Alison Leigh Lilly/Flickr

Forget May; July is bustin' out all over!

From summer frogs and turtles to flies (dragon-, butter-, and deer-) to berries and wildflowers, July is just begging for you to get out into the middle of it.

And here's some phenology phenology (phenology about phenology?): what we were talking about last year at this time.

Michael Podger/Unsplash

The universe's answer to broadcasting's "seven second delay" is aphelion and perihelion.

The sun is closest to Earth about two weeks after the winter solstice in December (perihelion) and furthest from the earth about two weeks after the summer solstice.

We have a lot of luminaries as volunteer hosts and guests on KUMD and Northland Morning ... but the The Independent Book Publishers Association has just given one of them - well, two of them, actually - a national award.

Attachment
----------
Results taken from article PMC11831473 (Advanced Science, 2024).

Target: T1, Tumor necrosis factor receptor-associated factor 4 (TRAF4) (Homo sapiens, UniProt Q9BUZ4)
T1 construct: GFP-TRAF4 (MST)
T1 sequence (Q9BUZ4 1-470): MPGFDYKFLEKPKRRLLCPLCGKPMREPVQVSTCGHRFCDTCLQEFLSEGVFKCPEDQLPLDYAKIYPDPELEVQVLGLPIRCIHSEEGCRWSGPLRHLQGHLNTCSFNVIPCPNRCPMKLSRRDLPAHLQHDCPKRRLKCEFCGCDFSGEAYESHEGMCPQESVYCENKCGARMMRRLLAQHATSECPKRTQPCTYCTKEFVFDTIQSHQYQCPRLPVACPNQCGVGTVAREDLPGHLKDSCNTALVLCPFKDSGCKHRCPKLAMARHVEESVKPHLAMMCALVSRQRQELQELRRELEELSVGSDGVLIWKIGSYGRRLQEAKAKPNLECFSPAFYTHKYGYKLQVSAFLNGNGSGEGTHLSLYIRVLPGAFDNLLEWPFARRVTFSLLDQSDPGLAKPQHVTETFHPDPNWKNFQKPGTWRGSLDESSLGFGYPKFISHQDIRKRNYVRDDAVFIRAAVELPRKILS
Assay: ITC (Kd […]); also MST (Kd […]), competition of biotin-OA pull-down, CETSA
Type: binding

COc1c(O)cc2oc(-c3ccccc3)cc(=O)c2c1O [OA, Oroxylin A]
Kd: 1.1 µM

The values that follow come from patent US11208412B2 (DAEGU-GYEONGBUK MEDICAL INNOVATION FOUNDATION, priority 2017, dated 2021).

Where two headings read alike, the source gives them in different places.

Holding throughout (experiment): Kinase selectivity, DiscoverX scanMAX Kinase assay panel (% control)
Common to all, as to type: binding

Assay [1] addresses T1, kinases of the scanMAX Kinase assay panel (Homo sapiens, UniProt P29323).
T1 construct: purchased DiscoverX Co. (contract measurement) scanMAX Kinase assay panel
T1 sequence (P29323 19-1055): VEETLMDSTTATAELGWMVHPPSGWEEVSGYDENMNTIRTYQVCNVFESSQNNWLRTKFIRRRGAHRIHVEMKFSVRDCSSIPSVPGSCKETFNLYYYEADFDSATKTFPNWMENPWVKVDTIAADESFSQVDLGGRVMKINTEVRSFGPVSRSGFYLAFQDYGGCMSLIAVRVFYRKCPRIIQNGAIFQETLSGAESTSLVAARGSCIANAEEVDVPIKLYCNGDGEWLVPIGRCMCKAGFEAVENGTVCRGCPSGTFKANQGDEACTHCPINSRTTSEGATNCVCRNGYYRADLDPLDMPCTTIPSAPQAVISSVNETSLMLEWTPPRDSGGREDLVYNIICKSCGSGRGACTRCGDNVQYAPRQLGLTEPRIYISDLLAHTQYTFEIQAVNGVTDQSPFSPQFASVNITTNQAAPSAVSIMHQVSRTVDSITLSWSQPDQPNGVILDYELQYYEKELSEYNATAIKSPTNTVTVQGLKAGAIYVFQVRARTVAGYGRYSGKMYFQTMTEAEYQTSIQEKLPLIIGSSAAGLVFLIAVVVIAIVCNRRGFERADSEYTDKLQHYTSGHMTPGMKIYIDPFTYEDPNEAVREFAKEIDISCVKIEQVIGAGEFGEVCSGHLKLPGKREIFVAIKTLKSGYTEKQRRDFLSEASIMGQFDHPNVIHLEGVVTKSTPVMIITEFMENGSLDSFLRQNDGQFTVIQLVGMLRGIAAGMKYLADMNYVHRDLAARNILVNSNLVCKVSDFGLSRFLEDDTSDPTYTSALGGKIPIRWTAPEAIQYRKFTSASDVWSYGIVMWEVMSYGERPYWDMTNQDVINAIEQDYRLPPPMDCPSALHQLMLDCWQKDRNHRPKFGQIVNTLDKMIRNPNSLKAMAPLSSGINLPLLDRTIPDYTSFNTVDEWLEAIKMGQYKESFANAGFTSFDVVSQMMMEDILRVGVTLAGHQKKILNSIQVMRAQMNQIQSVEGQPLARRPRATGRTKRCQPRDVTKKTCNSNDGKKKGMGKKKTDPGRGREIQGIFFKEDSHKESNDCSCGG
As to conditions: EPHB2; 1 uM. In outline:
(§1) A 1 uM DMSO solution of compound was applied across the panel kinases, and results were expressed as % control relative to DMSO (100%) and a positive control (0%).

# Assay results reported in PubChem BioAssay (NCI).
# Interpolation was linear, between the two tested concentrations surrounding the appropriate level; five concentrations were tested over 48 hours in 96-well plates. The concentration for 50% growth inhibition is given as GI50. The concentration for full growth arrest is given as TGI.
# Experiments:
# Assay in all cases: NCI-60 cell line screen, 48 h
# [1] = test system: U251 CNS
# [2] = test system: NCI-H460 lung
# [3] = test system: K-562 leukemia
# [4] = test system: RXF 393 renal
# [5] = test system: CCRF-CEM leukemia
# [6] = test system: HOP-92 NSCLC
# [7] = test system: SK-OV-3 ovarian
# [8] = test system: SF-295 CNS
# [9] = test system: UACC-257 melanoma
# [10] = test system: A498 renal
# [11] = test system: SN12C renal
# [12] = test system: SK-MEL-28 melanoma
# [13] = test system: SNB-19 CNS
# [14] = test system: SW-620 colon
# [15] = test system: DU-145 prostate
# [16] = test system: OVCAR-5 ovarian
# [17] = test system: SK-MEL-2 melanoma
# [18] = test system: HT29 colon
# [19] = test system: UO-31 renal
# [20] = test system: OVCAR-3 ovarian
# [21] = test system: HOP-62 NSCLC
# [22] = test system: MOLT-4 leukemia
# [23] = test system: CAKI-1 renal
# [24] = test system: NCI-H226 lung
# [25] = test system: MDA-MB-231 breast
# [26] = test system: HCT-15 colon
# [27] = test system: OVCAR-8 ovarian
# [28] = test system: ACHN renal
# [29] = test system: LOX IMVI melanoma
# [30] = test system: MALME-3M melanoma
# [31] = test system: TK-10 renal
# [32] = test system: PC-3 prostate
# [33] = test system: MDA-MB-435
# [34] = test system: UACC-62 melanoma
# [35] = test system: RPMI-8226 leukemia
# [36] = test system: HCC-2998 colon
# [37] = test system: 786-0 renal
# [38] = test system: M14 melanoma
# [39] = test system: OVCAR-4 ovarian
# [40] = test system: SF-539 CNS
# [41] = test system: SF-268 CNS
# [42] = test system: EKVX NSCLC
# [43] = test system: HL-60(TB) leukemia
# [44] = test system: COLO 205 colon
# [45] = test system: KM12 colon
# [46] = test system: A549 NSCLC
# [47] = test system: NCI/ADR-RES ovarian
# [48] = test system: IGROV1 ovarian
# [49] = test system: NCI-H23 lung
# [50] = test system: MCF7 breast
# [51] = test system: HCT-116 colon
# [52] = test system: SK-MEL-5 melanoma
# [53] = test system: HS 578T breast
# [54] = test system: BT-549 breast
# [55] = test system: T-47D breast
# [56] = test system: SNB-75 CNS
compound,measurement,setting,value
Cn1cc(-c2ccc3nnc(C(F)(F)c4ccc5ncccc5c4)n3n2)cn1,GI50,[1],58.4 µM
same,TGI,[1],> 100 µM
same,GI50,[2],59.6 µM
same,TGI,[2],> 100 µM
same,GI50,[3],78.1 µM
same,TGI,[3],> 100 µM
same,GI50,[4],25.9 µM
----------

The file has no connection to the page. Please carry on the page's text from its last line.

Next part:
Sparky Stensaas is the founder of Stone Ridge Press which publishes regional and national
outdoors and nature books. In addition to being the Executive Director of Friends of Sax-Zim Bog, Sparky has been known to host Backyard Almanac when regular host Larry Weber takes a few days off.

Stephen Shellard/Flickr

The details of a different, disappointing December so far, but a lot more to see.

From Comet 46P/Wirtanen to the Geminid meteor showers to flying squirrels to Christmas bird counts, there are a million reasons to get out and enjoy the natural world, snow or not.

©Lisa Johnson

Some things that fly are starting to think about migration (bird, monarchs), some are thinking about starting families (goldfinches), some things with leaves (sumac, Virginia creeper) are thinking about fall color and some things that like walks (Larry Weber) are starting to think about spiders, shorter days and berries.